Azinger on Woods: 'When Tiger says rust...it's a signal he doesn't know what the problem is'
SCOTTSDALE, Ariz. — Tiger Woods has been dissected in recent days more than frogs in high school biology classes. Yet one man's opinion was conspicuously absent — until Saturday morning.
Paul Azinger, now an ESPN analyst and among the more astute observers of the game, finally weighed in on Woods' issues that included a career-worst score of 82 in the second round of the Waste Management Open here, and none of what he had to say was complimentary.
"When Tiger says rust, to me it's a signal that he doesn't know what the problem is," Azinger said on ESPN Saturday morning. "I feel he's as confused as he's ever been in his career. Byron Nelson used to say there's two kinds of players, those that need to know a little and those that need to know it all. Which one do you think's easier?
"Tiger's in a mode where he has to know it all. Technically and physically I think he felt like he peaked and that he needed more information to get better. In his quest to get better, Tiger's actually gotten worse and now he's confused."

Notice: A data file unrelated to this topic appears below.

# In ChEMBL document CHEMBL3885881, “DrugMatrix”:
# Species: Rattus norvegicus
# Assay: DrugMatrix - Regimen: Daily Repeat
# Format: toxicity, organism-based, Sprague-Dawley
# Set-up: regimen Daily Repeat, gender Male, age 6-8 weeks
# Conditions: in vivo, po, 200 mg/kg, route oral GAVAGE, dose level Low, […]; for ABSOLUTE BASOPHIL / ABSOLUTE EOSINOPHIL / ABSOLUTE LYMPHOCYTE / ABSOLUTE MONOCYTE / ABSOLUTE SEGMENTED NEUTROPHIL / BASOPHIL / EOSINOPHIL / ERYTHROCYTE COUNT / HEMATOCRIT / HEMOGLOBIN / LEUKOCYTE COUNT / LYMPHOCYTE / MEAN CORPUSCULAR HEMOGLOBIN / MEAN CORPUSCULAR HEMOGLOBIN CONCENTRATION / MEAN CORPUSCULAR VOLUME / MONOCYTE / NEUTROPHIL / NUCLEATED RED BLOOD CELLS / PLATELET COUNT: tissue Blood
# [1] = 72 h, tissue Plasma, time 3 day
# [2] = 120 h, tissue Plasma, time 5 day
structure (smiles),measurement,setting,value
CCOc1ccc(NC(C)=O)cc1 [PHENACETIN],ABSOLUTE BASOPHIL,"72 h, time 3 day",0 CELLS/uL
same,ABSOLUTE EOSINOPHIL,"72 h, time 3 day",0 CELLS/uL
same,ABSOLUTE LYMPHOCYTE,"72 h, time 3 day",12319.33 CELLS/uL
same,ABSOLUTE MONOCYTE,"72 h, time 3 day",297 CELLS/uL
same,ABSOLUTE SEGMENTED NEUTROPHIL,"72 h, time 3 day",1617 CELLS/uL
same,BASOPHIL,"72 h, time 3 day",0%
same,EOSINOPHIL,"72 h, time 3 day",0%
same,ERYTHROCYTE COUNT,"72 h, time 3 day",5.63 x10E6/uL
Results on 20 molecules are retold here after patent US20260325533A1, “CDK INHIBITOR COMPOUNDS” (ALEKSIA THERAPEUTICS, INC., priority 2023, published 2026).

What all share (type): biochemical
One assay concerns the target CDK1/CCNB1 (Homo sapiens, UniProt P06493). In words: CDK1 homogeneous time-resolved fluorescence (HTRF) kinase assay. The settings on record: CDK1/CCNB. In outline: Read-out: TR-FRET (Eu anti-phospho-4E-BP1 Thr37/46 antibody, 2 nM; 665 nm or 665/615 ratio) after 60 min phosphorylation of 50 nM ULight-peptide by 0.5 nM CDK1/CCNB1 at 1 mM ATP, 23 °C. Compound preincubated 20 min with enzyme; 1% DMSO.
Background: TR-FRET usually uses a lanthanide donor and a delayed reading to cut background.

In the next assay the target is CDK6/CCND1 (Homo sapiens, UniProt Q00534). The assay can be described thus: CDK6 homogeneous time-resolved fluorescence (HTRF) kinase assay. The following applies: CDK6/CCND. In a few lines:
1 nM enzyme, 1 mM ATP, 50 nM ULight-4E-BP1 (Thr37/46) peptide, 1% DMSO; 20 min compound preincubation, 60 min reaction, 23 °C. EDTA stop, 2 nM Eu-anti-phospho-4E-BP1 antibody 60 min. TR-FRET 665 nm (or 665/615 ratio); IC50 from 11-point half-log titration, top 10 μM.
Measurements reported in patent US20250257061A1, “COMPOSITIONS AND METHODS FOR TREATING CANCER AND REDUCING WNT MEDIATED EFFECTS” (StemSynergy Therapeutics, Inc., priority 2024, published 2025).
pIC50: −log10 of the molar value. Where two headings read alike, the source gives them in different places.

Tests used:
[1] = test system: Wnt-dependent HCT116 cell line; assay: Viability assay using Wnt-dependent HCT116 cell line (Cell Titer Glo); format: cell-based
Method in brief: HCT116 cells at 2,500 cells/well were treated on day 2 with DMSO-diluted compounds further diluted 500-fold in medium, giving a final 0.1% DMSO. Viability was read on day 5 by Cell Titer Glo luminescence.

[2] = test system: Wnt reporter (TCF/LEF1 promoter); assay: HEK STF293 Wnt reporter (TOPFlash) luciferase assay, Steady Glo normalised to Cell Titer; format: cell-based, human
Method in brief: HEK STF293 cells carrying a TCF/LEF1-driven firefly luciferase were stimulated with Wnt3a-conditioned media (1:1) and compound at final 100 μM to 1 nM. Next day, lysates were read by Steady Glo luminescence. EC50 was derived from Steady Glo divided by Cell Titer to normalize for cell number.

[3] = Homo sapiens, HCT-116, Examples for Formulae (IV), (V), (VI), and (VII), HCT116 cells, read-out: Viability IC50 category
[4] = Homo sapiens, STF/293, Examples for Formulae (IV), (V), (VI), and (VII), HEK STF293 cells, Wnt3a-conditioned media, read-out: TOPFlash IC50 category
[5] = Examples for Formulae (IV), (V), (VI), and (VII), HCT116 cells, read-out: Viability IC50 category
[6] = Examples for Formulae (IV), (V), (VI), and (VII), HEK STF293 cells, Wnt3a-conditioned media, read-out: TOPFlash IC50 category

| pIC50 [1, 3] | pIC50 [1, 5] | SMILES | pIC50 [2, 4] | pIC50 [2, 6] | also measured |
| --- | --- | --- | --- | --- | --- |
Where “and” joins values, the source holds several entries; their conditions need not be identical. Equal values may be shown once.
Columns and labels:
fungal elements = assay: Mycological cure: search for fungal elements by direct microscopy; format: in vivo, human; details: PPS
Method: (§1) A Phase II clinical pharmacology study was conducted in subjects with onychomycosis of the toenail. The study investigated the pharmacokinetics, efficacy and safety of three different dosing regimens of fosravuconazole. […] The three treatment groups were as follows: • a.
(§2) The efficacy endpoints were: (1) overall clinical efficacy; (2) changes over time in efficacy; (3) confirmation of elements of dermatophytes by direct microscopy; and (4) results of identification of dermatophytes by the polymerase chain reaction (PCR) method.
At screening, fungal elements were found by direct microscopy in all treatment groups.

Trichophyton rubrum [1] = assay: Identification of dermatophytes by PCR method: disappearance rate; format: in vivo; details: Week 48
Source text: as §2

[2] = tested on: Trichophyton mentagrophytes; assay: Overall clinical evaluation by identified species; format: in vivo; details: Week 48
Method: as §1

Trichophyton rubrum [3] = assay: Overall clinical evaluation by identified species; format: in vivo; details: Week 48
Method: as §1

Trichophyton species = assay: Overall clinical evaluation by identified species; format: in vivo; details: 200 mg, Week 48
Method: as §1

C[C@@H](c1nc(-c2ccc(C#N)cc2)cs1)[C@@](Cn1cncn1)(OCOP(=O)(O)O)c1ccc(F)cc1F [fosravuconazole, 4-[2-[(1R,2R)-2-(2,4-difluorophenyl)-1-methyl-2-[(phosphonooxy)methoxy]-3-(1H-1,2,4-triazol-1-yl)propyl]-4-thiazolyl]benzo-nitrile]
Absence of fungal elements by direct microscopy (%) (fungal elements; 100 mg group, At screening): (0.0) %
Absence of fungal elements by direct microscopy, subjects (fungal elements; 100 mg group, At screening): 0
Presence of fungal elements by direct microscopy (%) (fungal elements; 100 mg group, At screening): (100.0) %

Woods' on-course demeanor is different, too, he said, and not in a productive way.
"I see him walking down the fairway with Patrick Reed the other day," he said. "Tiger used to be uncomfortable if you were comfortable with him. Now he's uncomfortable if you're not comfortable with him. That's a big difference for a guy who used to show up on Sunday with black pants and a shirt the color of blood. He wanted to intimidate guys like Patrick Reed, not bond with them.
"Tiger wants to be accepted by the players more. That's a major paradigm shift in his personality. Tiger was the kind of guy who once he got you down he would step on your back. Tiger was always more comfortable if you were uncomfortable with him and that has really changed and it's changed to his detriment."